Trento

Trento (Archaic English: Trent, German: Trient), is a bit of an upmarket town in the northeast of Italy.

. . . Trento . . .

History made it a proud town, with a number of large manors outside of the town, where bishops used to come for holidays. Nowadays it is one of the most expensive towns in Italy, due to farming, wine, and high-tech industries. At Easter the fields around Trento are in bloom with apple blossoms.

The town centre is more or less a pedestrian area, and walking around the historic centre you can see a number of outdoor frescos on historic buildings. In the past the river Adige flowed right outside the centre where now Torre Verde is.

The city is probably best known for the Council of Trent, which gathered in Trento in the sixteenth century for many periods of several years in buildings which dominate the town centre. The purpose of the council was to respond to the doctrinal challenge that the Protestant Reformation represented to the Catholic Church, with the results being known as the Counter-Reformation.

There is one other noteworthy historical event that took place in Trento, related to Judaism. A little boy named Simione died about five hundred years ago. The event was blamed on the Jews, with stories of Pagan rituals. Fictional scenes are depicted on two plaques on via Roma. In punishment for the alleged crime, all Jewish men in Trento were killed, while women and children were expelled. The Jews put a ban on Trento in return. In the 1990s, relations between Trento and the Jewish community improved when the Trentini stopped (officially) honouring Simione as a martyr, and the ban was lifted. A plaque in a little alley off via Roma commemorates this occasion.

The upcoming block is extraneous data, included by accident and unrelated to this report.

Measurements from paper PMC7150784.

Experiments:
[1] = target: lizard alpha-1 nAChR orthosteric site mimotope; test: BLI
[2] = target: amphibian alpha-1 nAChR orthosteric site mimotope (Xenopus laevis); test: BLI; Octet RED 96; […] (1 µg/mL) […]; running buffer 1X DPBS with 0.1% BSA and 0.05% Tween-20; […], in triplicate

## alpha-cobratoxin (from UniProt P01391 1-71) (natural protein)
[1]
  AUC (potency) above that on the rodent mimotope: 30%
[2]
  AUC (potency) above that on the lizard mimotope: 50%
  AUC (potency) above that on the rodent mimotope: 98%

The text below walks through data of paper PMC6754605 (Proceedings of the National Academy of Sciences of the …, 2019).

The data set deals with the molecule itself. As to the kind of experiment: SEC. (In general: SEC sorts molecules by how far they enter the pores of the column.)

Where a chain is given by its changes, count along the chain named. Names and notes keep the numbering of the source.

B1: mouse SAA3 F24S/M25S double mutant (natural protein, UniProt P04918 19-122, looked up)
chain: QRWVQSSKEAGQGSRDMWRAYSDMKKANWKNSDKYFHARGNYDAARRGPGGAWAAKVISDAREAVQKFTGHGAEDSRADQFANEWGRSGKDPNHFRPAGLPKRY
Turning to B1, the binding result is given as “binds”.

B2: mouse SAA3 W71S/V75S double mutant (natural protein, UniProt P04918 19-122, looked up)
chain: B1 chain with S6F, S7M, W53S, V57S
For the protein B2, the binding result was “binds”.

• A22 / E45 highway connects Trento to Verona to the South, and Innsbruck via Bolzano/Bozen to the North.
  • SS47 highway connects Trento to Padova.

Trento is on the main train line between Italy and Austria/Germany. There is a regional train line to Malè and to Bassano di Grappa, with two daily trips to Venice and Padova.

  • From Verona, it is a 50-80 minute train ride, depending on which regional train. Please beware that, while the ticket distributors may offer First Class tickets, there isn’t actually any First Class section on any of the departing trains! Don’t forget to validate your regional train ticket on the platform before boarding the train.
  • There are 5 daily trains to/from Munich and Innsbruck. The travel time between Trento and Munich with the direct inter-city is about 4.5-5 hours.
  • Bolzano, the capital of Alto-Adige/Südtyrol is 45-50min north and is served by an average of two trains per hours.

Map of Trento

The best way to visit the city is on foot or by bike. The city centre is closed off to traffic and small and pleasant to walk.

The beautiful mountains surrounding Trento can be reached easily using public transport (the blue buses). The bus station is between the train station and the hostel.

Rental bike companies offer some easy biking itineraries in the Trento region.

Mira, based in Venice (g.deconcilio@gmail.com) offers Trentino easy biking tours with guide services on roads with sparse traffic and quiet scenery. For a small fee they will deliver bikes to B&Bs, hotels and railway stations.

  • 46.070411.121391 Bike Rental. You can rent bikes by registering for €15 in advance. Then, the first hour of each ride is for free. There are some stations in the city – one of them is in front of the tourist information on Piazza Dante. 

. . . Trento . . .

This article is issued from web site Wikivoyage. The original article may be a bit shortened or modified. Some links may have been modified. The text is licensed under “Creative Commons – Attribution – Sharealike” [1] and some of the text can also be licensed under the terms of the “GNU Free Documentation License” [2]. Additional terms may apply for the media files. By using this site, you agree to our Legal pages . Web links: [1] [2]

. . . Trento . . .

Previous post Helen Scales
Next post Matmata